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Michigan Modern

Author: Amy L. Arnold
Publisher: Gibbs Smith
ISBN: 1423644980
Size: 60.49 MB
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Michigan Modern: Design That Shaped America is an impressive collection of important essays touching on all aspects of Michigan’s architecture and design heritage. The Great Lakes State has always been known for its contributions to twentieth-century manufacturing, but it’s only beginning to receive wide attention for its contributions to Modern design and architecture. Brian D. Conway, Michigan’s State Historic Preservation Officer, and Amy L. Arnold, project manager for Michigan Modern, have curated nearly thirty essays and interviews from a number of prominent architects, academics, architectural historians, journalists, and designers, including historian Alan Hess, designers Mira Nakashima, Ruth Adler Schnee, and Todd Oldham, and architect Gunnar Birkerts, describing Michigan’s contributions to Modern design in architecture, automobiles, furniture and education.

Michigan Modern

Author: Amy L. Arnold
Publisher: Gibbs Smith
ISBN: 9781423644972
Size: 69.31 MB
Format: PDF, Kindle
View: 6221
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Michigan Modern: Design That Shaped Americais an impressive collection of important essays touching on all aspects of Michigan’s architecture and design heritage. The Great Lakes State has always been known for its contributions to twentieth-century manufacturing, but it’s only beginning to receive wide attention for its contributions to Modern design and architecture. Brian D. Conway, Michigan’s State Historic Preservation Officer, and Amy L. Arnold, project manager for Michigan Modern,have curated nearly thirty essays and interviews from a number of prominent architects, academics, architectural historians, journalists, and designers, including historian Alan Hess, designers Mira Nakashima, Ruth Adler Schnee, and Todd Oldham, and architect Gunnar Birkerts, describing Michigan’s contributions to Modern design in architecture, automobiles, furniture and education.

Michigan Modern

Author: Brian D. Conway
Publisher:
ISBN: 9780997548976
Size: 28.44 MB
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Michigan Modern: An Architectural Legacy takes readers on a privileged tour of iconic buildings and interiors designed by some of the world¿s most renowned and celebrated architects and interior designers. Each of the 34 selected projects is carefully documented to record its place in art history and the story behind both its architect and client.

Mid Michigan Modern

Author: Susan J. Bandes
Publisher:
ISBN: 9781611862164
Size: 65.13 MB
Format: PDF
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From 1940 to 1970 mid-Michigan had an extensive and varied legacy of modernist architecture by well-known architects and regional firms. Through Susan Bandes s archival research and oral histories the reader will see a picture emerge in the portrayal of buildings of various typologies, from residences to sacred spaces. With a detailed discussion of more than 130 buildings enriched by 150 illustrations, this text is a vibrant start at reclaiming the history of mid-Michigan modernist architecture. "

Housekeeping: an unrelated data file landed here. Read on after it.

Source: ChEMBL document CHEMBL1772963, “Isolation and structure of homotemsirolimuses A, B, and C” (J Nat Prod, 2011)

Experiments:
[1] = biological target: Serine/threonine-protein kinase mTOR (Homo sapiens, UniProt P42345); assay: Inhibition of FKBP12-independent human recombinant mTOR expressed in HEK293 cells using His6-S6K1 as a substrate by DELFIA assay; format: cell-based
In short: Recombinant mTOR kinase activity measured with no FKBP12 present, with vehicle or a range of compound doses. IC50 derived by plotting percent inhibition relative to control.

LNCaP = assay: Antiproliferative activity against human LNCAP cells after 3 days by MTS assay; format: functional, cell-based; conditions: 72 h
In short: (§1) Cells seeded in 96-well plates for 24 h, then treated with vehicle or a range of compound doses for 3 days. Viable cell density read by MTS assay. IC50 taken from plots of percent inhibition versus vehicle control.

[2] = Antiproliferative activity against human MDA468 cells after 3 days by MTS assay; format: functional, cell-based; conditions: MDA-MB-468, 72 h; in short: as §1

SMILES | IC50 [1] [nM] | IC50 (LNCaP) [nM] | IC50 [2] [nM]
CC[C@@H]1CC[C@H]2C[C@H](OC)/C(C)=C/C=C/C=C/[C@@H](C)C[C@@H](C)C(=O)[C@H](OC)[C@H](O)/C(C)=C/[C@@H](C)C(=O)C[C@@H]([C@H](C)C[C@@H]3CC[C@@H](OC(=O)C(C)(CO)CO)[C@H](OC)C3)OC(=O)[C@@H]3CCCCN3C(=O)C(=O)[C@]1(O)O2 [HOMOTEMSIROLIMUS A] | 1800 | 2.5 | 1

American City

Author: Robert Sharoff
Publisher: Wayne State University Press
ISBN: 0814332706
Size: 47.28 MB
Format: PDF
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A stunning tribute to Detroit's architectural heritage, this book features 90 full-color photographs of the city's most impressive buildings.

Designing Detroit

Author: Michael G. Smith
Publisher: Wayne State University Press
ISBN: 0814339808
Size: 31.80 MB
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In the early 1900s, Detroit was leading the nation in architectural innovation and designer Wirt Rowland was at the forefront of this advancement, yet few are even aware of his substantial contribution to the evolution of architectural style. It is widely believed that celebrated local architect Albert Kahn designed many of Detroit’s structures, such as the General Motors and First National Bank buildings. In fact, while Kahn’s efforts were focused on running his highly successful firm, it was Rowland, his chief designer, who was responsible for the appearance and layout of these buildings—an important point in appreciating the contributions of both Kahn and Rowland. During the early twentieth century, Rowland devised a wholly new or “modern” design for buildings, one not reliant on decorative elements copied from architecture of the past. As buildings became more specialized for their intended use, Rowland met the challenge with entirely new design methodologies and a number of improved technologies and materials that subsequently became commonplace. Designing Detroit: Wirt Rowland and the Rise of Modern American Architecture begins with a brief overview of Rowland’s early life and career. Author Michael G. Smith goes on to analyze Rowland’s achievements in building design and as a leader of Detroit’s architectural community throughout both World Wars and the Great Depression. The interdependence of architecture with the city’s fluctuating economic prosperity and population growth is explored, illuminating the conditions for good architecture and the arts in general. The author identifies the influence of Jay Hambidge’s “dynamic symmetry” in Rowland’s work and how it allowed him to employ color as a modern replacement for traditional ornamentation, leading to the revolutionary design of the Union Trust (Guardian) Building, for which he receives nearly unanimous praise in national media. This book is concerned primarily with Rowland’s influence on Detroit architecture, but spans beyond his work in Michigan to include the designer’s broad reach from New York to Miami. A comprehensive appendix includes extensive lists of Rowland’s publications, locations he had designed, and jobs taken on by his firm during his tenure. This book represents new research and insights not previously discussed in either scholarly or general audience texts and will be of interest to casual readers of Detroit history, as well as architecture historians.